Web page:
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USA 2009
Directed by
Tony Scott
106 minutes
Rated M

Reviewed by
Bernard Hemingway
2 stars

Taking Of Pelham 1 2 3, The (2009)

The original film version of The Taking of Pelham One Two Three was a mid-70’s low budget, grittily realistic crime story directed by Joseph Sargent that was let down by a perfunctory last act. Nevertheless, it captured the mood of a struggling New York of the time and was a huge commercial hit. Now Tony Scott has been called upon to helm a remake. That could have been a good or a bad thing. What would have be good is if the stunts and SFX were better than in the original. What would be bad would be to lose that film’s authenticity and immediacy. Unfortunately there is no question that Scott’s slick, hyper energetic remake is facing bad, not good.

The story is more or less similar. There’s a handful of hijackers led by Ryder (John Travolta) who hijack a NYC Transit Authority train and demand a ransom of $10 million for the release of the passengers. Ryder’s opposite number in negotiations is FBI agent Walter Garber (Denzel Washington). There’s a deadline, of course, and for every minute past this point Ryder threatens to sacrifice a passenger.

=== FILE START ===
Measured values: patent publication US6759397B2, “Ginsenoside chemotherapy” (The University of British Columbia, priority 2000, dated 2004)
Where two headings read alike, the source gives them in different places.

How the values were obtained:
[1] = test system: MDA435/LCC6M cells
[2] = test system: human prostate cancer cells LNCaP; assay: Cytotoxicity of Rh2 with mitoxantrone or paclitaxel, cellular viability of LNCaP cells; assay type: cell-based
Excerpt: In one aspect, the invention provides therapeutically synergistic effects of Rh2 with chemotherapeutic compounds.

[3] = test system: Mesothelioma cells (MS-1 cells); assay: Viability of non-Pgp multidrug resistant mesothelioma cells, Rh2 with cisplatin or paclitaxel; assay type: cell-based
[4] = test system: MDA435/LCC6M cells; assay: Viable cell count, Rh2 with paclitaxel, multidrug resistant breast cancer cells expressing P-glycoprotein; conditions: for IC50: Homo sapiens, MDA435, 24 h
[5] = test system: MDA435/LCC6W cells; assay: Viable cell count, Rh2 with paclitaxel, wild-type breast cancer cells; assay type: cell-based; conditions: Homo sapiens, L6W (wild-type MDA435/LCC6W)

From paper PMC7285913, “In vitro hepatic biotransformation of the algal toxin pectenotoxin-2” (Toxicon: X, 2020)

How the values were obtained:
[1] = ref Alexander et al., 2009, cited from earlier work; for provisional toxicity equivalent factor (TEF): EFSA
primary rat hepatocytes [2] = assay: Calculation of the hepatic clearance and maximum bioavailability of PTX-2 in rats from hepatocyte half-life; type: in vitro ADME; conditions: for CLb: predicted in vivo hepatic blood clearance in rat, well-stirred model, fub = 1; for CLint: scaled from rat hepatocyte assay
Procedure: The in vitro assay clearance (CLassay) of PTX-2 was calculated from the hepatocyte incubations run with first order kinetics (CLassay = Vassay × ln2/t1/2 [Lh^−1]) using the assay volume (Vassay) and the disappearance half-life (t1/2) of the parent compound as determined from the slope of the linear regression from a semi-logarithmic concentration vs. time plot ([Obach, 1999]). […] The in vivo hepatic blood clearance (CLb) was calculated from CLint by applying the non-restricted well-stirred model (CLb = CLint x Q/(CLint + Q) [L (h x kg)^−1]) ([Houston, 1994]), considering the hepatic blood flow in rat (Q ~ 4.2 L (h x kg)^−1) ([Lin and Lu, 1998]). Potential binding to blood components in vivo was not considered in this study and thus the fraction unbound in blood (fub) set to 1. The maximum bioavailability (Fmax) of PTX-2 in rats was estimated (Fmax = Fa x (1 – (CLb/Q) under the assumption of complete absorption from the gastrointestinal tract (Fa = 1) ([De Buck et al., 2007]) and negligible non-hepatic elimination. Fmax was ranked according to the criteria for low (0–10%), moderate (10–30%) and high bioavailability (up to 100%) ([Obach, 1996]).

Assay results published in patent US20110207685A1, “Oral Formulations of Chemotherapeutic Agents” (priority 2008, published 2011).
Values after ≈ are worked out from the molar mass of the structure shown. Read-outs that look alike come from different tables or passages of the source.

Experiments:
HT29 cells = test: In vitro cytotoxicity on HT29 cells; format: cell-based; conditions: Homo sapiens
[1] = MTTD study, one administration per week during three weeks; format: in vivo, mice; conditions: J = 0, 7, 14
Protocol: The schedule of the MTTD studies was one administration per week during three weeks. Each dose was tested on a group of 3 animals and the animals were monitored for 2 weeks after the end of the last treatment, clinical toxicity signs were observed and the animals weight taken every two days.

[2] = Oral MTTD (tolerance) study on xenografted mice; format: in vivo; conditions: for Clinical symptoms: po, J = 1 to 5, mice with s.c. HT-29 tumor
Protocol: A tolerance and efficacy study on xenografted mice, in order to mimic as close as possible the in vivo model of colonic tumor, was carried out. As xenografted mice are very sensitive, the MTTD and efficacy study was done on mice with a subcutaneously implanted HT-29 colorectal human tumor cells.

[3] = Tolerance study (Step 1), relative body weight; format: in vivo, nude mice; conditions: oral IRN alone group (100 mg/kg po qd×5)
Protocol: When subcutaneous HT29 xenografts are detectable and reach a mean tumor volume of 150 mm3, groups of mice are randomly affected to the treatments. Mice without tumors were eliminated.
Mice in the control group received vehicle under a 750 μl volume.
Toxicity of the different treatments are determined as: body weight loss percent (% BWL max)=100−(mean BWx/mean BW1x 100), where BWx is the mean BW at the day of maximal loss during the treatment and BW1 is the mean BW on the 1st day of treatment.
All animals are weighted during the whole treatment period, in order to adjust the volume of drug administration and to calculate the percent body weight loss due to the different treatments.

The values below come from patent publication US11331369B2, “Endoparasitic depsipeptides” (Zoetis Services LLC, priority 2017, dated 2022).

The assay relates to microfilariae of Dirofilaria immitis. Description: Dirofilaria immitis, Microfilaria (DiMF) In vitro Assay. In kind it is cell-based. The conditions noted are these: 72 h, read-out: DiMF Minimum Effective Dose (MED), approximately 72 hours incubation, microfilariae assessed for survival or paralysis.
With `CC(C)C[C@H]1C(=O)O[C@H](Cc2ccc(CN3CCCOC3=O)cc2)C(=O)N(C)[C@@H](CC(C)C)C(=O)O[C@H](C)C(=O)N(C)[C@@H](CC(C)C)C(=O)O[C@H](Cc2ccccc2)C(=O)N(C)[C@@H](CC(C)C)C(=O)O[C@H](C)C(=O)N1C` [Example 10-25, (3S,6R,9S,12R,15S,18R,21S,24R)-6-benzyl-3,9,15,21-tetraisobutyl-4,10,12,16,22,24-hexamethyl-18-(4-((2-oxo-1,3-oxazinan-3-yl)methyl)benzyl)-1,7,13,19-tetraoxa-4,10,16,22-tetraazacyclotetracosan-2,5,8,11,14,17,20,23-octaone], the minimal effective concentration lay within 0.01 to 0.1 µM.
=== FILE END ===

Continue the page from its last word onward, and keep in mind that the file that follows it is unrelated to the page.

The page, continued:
The opening shots show banks of the hi-tech transit authority’s control room with big screens displaying not only data galore but raging Californian bushfires. Immediately alarms sound about what is to come. Unfortunately Scott confirms that the apprehension is justified by proceeding to overwhelm  the modest charms of original with stunts that are CGI’d to the max whilst Brian Helgeland virtually inverts the ratio between drama and action. There is little to be said for the results.

In the leads, an in-type Washington plays his familiar cool, calm and collected character and out-of-type Travolta has a crack at Dennis Hopper-ish psychotic. Although there are well-known names in the supporting cast, little attention is paid to them.

The Taking of Pelham One Two Three could have benefitted from a remake but why anyone thought it would be improved by Scott's blitzkrieg approach I can’t imagine.

FYI: Washington had played an FBI negotiator to no better effect three years earlier in Spike Lee's Inside Man.




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